In a typical classroom, for example, few things excite a class of attention-deprived students educationally than a game of Kahoot or Jeopardy. Give them a chance to compete with each other, and suddenly students are willing to seek out knowledge and answers pertaining to the curriculum being taught to them. As opposed to a lecture, games allow for two-way participation and interactivity.
Another hot avenue for gamification is health. Those who find working out tedious could allow themselves to get motivated by apps like Nike Fuel, or even wearable tech like fitbits. These not only help people visualize their performance, but also prompt them to up the ante. In addition, apps can also be a shared (and often competitive) experience. When working out with friends, for example, users are able to share their progress and challenge each other through gamified fitness apps.
Even a natural biological function like sleep can be gamified. The upcoming cloud service, Pokémon Sleep, is set for release in 2020 . Or say, if you have a drinking problem, a Brazilian platform called Think, Drink, & Play allows you to self-evaluate your alcohol intake and quiz you all about responsible drinking. Too much carbs in your diet? Try MyFitnessPal. We could go on.
From a business standpoint, gamification could allow firms to put their consumers in-line, as well as influence their behavioural patterns. For-profit gamified systems like loyalty points encourages
customers to replay, making their revenue streams recurrent.
A main criticism of enterprise gamification is how it’s frequently equated to control mechanisms. “The word ‘control’ sounds sort of dark in a way that you’re making people do things they shouldn’t do,” remarks McCarthy. “The term ‘nudging’ is often used to get different behaviours.”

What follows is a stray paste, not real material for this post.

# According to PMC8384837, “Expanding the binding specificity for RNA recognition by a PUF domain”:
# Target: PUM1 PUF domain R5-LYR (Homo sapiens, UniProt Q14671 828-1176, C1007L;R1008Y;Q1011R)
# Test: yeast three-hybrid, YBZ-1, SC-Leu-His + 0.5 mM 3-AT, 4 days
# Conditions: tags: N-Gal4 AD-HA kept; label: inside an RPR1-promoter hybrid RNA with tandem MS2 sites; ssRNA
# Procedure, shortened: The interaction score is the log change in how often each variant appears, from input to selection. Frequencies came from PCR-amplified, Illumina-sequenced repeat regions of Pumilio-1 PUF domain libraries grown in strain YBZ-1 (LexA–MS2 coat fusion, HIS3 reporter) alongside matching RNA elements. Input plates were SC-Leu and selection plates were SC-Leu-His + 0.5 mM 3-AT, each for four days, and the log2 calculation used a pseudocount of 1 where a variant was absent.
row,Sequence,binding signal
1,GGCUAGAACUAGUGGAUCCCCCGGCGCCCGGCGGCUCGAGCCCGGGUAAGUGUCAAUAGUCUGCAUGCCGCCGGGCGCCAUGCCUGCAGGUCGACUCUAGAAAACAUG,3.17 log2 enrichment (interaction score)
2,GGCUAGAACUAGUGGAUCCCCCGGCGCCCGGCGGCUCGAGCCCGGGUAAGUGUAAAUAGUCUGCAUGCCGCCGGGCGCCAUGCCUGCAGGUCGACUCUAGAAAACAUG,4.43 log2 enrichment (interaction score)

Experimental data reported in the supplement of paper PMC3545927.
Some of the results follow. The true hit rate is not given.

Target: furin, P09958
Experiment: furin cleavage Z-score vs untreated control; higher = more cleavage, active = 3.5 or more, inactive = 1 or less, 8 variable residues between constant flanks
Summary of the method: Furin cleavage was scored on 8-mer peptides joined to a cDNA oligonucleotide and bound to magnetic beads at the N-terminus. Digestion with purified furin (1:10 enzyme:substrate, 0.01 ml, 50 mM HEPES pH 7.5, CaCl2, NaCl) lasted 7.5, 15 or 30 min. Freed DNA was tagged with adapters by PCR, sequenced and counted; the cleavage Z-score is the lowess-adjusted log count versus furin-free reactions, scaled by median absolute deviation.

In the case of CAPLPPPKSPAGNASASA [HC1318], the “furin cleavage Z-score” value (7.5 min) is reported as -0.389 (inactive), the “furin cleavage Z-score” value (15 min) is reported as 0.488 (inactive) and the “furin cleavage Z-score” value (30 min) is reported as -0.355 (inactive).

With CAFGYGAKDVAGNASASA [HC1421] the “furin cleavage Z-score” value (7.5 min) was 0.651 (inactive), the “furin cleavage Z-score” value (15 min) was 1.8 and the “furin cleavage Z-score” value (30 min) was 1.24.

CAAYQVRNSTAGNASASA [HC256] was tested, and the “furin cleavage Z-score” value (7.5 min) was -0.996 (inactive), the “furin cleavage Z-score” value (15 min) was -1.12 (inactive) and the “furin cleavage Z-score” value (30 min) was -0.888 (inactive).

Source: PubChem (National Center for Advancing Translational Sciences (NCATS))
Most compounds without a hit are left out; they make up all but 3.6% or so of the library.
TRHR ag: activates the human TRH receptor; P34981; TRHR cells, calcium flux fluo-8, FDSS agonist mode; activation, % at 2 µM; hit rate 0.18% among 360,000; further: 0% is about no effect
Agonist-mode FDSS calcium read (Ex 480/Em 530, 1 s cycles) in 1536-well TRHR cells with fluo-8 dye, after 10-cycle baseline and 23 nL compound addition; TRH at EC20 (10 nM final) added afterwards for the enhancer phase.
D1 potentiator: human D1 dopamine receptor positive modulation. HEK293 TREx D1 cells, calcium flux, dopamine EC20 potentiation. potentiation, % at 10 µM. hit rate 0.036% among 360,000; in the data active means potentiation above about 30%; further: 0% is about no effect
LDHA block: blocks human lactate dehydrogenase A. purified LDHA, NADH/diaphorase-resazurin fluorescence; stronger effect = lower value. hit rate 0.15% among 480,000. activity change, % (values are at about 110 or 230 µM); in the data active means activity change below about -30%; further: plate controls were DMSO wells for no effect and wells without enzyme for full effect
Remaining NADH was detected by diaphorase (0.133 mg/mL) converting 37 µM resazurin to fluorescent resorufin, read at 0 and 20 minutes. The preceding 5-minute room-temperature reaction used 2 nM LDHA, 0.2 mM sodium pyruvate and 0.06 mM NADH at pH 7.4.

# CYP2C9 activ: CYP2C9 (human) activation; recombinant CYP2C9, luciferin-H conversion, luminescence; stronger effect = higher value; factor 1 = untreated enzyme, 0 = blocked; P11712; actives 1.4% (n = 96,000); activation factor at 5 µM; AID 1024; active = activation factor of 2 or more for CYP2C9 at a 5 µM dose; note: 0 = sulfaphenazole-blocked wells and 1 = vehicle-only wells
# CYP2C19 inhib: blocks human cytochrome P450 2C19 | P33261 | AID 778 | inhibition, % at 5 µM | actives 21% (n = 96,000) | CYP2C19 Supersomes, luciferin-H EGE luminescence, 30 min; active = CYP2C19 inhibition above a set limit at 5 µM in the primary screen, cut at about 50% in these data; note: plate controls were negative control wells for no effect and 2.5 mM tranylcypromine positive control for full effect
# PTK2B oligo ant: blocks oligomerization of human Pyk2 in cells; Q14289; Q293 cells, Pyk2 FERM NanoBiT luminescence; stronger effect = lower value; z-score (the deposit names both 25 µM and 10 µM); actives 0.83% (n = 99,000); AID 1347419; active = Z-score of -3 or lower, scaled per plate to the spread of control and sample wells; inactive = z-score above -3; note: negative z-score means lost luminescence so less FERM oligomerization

If gamified experiences ‘nudge’ instead of ‘control’, users are able to retain their autonomy, because after all, intrinsic in the idea of playing a game is how it’s a voluntary exercise. You are free to disengage, and with tools like social media at your fingertips, you’re also able to provide your own input. McCarthy says consumers are increasingly being listened to. “[Consumers] influence it in terms of what they post on social media—saying what they liked, what sucks, what needs to happen next, and what’s unfair.”
So, can these enterprise-designed gaming spaces really improve, make, or break lives? We could go on about firms exploiting user data, addictive personalities, and people’s worst instincts. On the other hand, gamification can help with things like structuring your responsibilities. Like many phenomena, it has multiple sides, but otherwise, they have their limits. Mostly, it really depends on the user. Rather, if they’re playing for the right reasons.
Top Gamification Apps
Habitca: Habitca converts your tasks and responsibilities into RPG quests. You input your goals and tasks in the app, which correspond with rewards and punishments. Earn points and level up, then you can upgrade your avatar where you eventually become either a warrior, mage, rogue or healer. The rewards could be something you assign yourself (such as watching an episode of your favourite show), or earning accessories like battle armour, pets, and magic skills. There are also boss fights! You (as well as your friends) can use your skills you’ve accumulated to fight monsters.